Greene at this same time formed a special light corps to be commanded by Col. Otho Williams to cover the main army’s retreat. In a letter to George Washington on February 9, he described the "light army" he had formed under Williams as composed of: "cavalry of the 1st and 3rd Regiments and the Legion amounting to 240, a detachment of 280 Infantry under Lieut. Col. Howard, the Infantry of Lieut. Col. Lee's Legion and 60 Virginia Riflemen making in their whole 700 men which will be ordered with the Militia to harass the enemy in their advance, check their progress and if possible give us opportunity to retire without general action." Also saying "I called a Council, who unanimously advised to avoid an action, and to retire beyond the Roanoke immediately. A copy of the proceedings I have the honor to inclose." The re-united army only numbered two thousand and thirty-six men, including fourteen hundred and twenty-six regulars. Col. Edward Carrington joined the command, with the report that boats had been secured, and secreted along the Dan River in Virginia, so as to be collected on a few hours' warning. The British army was at Salem, only twenty-five miles from Guilford. This was on the tenth of February.
By the fourteenth, Greene's army had outrun the British and crossed the Dan River at Irvine's ferry in Halifax County, Virginia with boats being delivered from Boyd's ferry in Halifax and from Dix's ferry in Pittsylvania County, Virginia. Cornwallis got the news in the course of the evening. The river was too high to cross without boats, and every boat was on the farther shore. Greene had won the race.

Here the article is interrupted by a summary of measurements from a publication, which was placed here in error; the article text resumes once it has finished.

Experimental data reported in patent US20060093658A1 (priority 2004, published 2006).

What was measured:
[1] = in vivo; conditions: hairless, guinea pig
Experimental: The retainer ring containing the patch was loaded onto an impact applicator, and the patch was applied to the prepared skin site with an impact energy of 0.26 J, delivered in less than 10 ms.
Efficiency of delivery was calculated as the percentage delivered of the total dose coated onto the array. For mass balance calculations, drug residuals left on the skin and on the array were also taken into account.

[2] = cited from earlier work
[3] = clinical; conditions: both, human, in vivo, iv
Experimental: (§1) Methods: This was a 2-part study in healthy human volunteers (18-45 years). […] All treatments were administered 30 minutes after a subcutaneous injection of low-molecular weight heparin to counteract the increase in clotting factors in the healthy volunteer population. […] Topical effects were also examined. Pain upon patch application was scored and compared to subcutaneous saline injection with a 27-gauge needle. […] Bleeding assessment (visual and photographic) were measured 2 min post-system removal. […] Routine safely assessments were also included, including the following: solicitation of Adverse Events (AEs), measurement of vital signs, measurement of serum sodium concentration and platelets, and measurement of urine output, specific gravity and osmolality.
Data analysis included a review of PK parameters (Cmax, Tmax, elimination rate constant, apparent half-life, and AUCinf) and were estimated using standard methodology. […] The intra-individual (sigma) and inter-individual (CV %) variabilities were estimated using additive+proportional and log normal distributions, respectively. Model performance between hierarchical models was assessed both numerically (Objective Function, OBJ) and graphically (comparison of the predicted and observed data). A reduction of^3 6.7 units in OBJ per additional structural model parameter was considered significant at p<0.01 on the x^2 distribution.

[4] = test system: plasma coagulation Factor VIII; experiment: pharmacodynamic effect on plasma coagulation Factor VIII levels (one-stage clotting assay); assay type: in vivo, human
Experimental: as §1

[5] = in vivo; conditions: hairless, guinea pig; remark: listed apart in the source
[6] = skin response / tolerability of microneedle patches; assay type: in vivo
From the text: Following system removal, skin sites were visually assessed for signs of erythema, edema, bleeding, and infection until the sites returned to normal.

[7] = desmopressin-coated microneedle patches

"This American retreat, which extended across the breadth of North Carolina, is considered one of the masterful military achievements of all time." Dennis M. Conrad, Project Director and Editor, The Papers of General Nathanael Greene.
In a letter to General John Butler, Greene writes "I have some expectation of collecting a force sufficient in this County to enable me to act offensively and in turn race Lord Cornwallis as he has done me."
After only a week's encampment at Halifax Court House, Greene had sufficient promises and reports of help on the way to recross the river. Greene and the main army re-crossed the Dan River into North Carolina on the 22nd, then pursued Cornwallis and gave battle on March 15, 1781, at the Battle of Guilford Court House in North Carolina, on ground which he had chosen. Greene's army engaged Cornwallis's Army. At the height of the battle, as the Continentals started to turn the British flank, Cornwallis ordered his artillery to fire grapeshot into the thick of the battle, killing as many of his own men as Greene's. Greene ordered his army to execute a tactical retreat and left the field to Cornwallis, but inflicted a great loss of men to the British. Three days after this battle, with his army battered and exhausted, Cornwallis withdrew toward Wilmington, North Carolina. Greene's generalship and judgment were again conspicuously illustrated in the next few weeks, in which he allowed Cornwallis to march north to Virginia and himself turned swiftly to the reconquest of the inner country of South Carolina. This he achieved by the end of June, in spite of a reverse sustained at Francis Rawdon's hands at Hobkirk's Hill (2 miles north of Camden) on April 25. From May 22 – June 19, 1781, Greene led the Siege of Ninety-Six, which ended unsuccessfully. These actions helped force the British to the coast.